Anecdotally, it’s difficult to watch some of the more intelligent animals navigating the world or interacting with one another without concluding that they have emotions. However, empirically studying whether or not that’s true has proven difficult, as finding a definitive answer to a big philosophical question by means of lab experiments is not an easy task. While there’s growing evidence that primates and some other vertebrates have emotional states, researchers debate whether the same is true for animals further removed from humans, such as octopuses, and also debate what it means to have an emotional state versus an internal feeling in the first place. “I think it’s easier for people to say, ‘Oh, my dog has emotions,’ but harder for people to recognize emotions in a crab, for instance. It’s a very automatic response,” University of York philosopher Kristin Andrews tells The Scientist. “But then you have to be careful of anthropomorphizing and making sure you’re not just projecting your own feelings [onto the animal].”
Is Pong the most complicated game in the world? Maybe not, but is it complex enough that it requires a brain to master? Also no, according to a biotech company called Cortical Labs, which trained a culture of neurons on a dish to master (a modified, simplified version of) the game. DishBrain, as the system is called, is evidence that neurons—not a whole brain—are capable of learning and therefore of sentience as well, argues research published in Neuron this October. Use of the word “sentience” was a controversial choice, experts say, but Cortical Labs Chief Scientific Officer Brett Kagan says he expected his paper to be controversial. Still, he sees DishBrain, which trains neurons to learn Pong by stimulating them with either connectivity-fostering or disrupting inputs based on whether they hit or missed the ball, as evidence that biological neurons can be harnessed to better understand intelligence and recreate it virtually. “Can this be a new way of thinking about what neurons are?” asks Kagan. “Are they just part of human and animal biology? Or can they be a new biomaterial for intelligence? . . . Why try and mimic what you can harness?”
Understanding Alzheimer’s disease and other forms of dementia has remained a top research priority for neuroscientists, with the goal of helping those with the conditions live more comfortably and those who may develop them have their symptoms delayed, prevented, or treated. So studies that uncover entirely new mechanisms through which neurodegenerative diseases impair brain function—such as this one, published in The Journal of Neuroscience this March—are always exciting. In the experiment, researchers found that people with dementia had a harder time noticing deviations from a pattern (in this case, the rhythm and pace of a beeping noise) than people without the condition. They also identified the cluster of neurons responsible for the ability to notice when a pattern breaks, finding that it’s often damaged and malfunctioning in multiple forms of dementia. “Ultimately, we want to accelerate the development of new treatment[s] to help people in everyday life,” study coauthor and University of Cambridge clinical neuroscientist James Rowe tells The Scientist. “Drugs that can help to tune this fundamental function of the brain . . . can help people affected from dementia in their everyday life.”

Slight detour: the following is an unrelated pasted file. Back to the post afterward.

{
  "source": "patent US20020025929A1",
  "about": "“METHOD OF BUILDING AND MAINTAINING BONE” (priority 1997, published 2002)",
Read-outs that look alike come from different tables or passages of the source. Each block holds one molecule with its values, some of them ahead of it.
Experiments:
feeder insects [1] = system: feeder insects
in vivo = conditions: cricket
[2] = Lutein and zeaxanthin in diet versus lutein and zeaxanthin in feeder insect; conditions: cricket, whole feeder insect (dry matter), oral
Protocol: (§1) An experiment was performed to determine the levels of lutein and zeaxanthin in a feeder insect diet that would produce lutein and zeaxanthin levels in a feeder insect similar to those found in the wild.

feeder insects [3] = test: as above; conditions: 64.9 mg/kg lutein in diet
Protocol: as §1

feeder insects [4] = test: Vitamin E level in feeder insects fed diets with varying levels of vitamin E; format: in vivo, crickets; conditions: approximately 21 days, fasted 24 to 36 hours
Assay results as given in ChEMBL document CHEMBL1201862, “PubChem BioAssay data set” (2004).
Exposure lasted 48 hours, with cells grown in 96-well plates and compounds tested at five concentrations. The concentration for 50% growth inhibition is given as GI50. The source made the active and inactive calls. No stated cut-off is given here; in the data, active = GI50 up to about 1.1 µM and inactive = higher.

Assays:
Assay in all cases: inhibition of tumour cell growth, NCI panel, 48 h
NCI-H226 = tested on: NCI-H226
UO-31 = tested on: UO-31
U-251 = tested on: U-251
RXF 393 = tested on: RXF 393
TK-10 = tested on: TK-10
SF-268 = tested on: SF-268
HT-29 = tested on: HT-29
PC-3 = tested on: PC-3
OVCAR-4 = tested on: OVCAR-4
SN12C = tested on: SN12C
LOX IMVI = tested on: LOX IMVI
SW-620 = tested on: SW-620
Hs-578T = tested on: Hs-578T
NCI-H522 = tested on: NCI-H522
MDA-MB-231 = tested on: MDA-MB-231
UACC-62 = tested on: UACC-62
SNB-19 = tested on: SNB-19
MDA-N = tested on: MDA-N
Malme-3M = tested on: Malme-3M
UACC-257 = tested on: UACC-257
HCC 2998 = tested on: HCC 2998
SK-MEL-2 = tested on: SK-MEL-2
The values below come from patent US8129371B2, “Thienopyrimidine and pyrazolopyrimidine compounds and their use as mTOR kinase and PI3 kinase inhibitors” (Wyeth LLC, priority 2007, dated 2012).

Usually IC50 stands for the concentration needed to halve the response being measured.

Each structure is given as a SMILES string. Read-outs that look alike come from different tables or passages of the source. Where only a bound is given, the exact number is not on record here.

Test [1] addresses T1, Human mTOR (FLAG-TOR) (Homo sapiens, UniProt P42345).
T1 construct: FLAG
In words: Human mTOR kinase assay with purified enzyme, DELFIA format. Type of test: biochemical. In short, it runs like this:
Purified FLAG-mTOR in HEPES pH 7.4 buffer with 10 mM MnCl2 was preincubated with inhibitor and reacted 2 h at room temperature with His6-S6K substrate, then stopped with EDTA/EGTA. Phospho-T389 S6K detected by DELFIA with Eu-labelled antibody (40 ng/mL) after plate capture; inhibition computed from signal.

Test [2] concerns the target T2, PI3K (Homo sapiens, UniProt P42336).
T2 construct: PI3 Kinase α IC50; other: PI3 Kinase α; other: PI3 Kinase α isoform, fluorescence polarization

This article was a favorite among The Scientist’s editorial staff, and also formed the basis of a metaphor about undying scientific curiosity and fascination in our former editor-in-chief Bob Grant’s final editorial for the magazine. In the study, published in Cell this November, researchers identified the neurological pathway in mice’s gut-brain axis that triggers vomiting—despite the fun fact that mice actually can’t vomit at all. Instead, the researchers triggered distinct “retching” behaviors in the mice and identified a way to prevent the nausea-linked behavior from occurring—a development they say may help cancer patients manage the side effects of chemotherapy.
The human body goes to extreme lengths to protect the brain, from physically limiting access via the blood-brain barrier to surrounding its precious neurons with dedicated support and immune cells. And yet, cancer finds its way in. Research published in Cell this July helps to explain how, and it involves a fair amount of biological trickery. It turns out that glioblastoma cells, a highly invasive and incurable cancer, spread throughout the brain by disguising themselves as immature neurons in need of support. The cells, the study finds, even receive synaptic transmissions from existing neurons in the brain, which then foster further growth and spread of the incognito tumors. As Peter Hau, a University Hospital Regensburg neurooncologist who didn’t work on the study, tells The Scientist, “this research will quickly fuel in several translational approaches and will certainly help to develop therapies in these devastating tumors.”